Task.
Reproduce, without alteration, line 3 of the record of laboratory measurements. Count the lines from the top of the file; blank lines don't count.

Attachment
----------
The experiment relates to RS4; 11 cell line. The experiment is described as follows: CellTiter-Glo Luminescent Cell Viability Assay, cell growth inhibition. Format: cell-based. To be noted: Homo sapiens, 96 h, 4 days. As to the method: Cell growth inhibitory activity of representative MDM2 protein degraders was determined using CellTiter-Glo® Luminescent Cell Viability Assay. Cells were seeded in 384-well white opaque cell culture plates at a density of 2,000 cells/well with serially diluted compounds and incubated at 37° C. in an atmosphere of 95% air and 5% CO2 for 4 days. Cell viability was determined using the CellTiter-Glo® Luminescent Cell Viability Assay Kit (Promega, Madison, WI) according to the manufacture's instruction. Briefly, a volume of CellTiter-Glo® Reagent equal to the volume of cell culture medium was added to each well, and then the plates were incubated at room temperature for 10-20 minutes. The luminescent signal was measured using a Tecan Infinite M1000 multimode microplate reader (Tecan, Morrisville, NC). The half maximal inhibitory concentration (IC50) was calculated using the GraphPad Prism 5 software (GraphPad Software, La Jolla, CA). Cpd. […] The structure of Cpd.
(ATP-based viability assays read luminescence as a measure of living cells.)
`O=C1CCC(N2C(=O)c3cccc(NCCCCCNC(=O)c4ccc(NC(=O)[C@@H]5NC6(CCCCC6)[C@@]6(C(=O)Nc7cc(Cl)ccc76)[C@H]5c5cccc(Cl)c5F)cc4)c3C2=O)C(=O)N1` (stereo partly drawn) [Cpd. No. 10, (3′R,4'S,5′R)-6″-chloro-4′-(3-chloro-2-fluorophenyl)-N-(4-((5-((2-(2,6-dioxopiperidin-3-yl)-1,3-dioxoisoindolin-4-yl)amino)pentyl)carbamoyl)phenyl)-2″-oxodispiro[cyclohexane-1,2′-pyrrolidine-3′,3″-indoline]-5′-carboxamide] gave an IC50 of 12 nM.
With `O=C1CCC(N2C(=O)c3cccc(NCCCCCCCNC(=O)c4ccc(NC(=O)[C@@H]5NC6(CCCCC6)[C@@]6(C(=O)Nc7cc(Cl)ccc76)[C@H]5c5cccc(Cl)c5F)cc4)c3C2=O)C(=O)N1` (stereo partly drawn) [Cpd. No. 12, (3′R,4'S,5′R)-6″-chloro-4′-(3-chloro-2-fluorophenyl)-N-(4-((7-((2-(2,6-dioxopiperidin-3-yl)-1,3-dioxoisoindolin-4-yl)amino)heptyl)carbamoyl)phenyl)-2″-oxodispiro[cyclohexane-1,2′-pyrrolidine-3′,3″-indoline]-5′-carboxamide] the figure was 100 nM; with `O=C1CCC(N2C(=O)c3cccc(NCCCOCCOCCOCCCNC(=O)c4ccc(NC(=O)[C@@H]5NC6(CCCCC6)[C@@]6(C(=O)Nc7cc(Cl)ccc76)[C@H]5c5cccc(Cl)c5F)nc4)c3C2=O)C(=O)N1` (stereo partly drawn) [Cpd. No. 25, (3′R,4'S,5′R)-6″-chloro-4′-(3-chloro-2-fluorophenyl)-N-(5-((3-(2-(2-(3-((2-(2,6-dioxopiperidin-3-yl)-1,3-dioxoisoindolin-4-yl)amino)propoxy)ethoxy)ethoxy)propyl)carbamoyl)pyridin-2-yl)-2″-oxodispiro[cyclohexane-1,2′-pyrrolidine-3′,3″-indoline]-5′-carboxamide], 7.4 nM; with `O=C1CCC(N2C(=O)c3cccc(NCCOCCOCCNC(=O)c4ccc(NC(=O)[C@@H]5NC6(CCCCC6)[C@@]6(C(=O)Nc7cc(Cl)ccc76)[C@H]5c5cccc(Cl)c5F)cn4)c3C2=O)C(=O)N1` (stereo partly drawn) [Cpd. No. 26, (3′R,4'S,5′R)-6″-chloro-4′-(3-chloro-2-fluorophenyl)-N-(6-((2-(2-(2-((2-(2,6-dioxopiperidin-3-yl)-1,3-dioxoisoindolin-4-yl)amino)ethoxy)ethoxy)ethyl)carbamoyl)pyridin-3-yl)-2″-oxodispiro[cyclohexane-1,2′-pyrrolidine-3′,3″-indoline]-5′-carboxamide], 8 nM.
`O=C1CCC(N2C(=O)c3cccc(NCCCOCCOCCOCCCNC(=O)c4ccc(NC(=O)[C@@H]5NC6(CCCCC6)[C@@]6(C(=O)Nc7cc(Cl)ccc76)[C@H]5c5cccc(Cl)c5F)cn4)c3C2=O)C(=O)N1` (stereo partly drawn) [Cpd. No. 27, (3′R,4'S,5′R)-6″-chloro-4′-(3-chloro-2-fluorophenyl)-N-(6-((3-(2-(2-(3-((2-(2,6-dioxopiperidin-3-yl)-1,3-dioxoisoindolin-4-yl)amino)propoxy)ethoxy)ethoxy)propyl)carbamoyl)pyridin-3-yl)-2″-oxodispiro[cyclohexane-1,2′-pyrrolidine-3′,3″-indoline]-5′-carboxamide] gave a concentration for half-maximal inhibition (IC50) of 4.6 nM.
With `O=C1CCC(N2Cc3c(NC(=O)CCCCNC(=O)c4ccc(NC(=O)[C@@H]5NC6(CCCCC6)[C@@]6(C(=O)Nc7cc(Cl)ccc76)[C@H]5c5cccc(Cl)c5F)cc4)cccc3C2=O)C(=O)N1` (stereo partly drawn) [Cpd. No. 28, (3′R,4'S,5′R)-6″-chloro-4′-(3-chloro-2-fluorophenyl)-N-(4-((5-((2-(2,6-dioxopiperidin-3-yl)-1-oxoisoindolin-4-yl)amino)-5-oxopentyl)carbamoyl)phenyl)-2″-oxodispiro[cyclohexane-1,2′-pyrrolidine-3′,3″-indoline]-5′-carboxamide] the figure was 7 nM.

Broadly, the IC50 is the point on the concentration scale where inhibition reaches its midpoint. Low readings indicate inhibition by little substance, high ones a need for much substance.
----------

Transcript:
`O=C1CCC(N2C(=O)c3cccc(NCCCCCNC(=O)c4ccc(NC(=O)[C@@H]5NC6(CCCCC6)[C@@]6(C(=O)Nc7cc(Cl)ccc76)[C@H]5c5cccc(Cl)c5F)cc4)c3C2=O)C(=O)N1` (stereo partly drawn) [Cpd. No. 10, (3′R,4'S,5′R)-6″-chloro-4′-(3-chloro-2-fluorophenyl)-N-(4-((5-((2-(2,6-dioxopiperidin-3-yl)-1,3-dioxoisoindolin-4-yl)amino)pentyl)carbamoyl)phenyl)-2″-oxodispiro[cyclohexane-1,2′-pyrrolidine-3′,3″-indoline]-5′-carboxamide] gave an IC50 of 12 nM.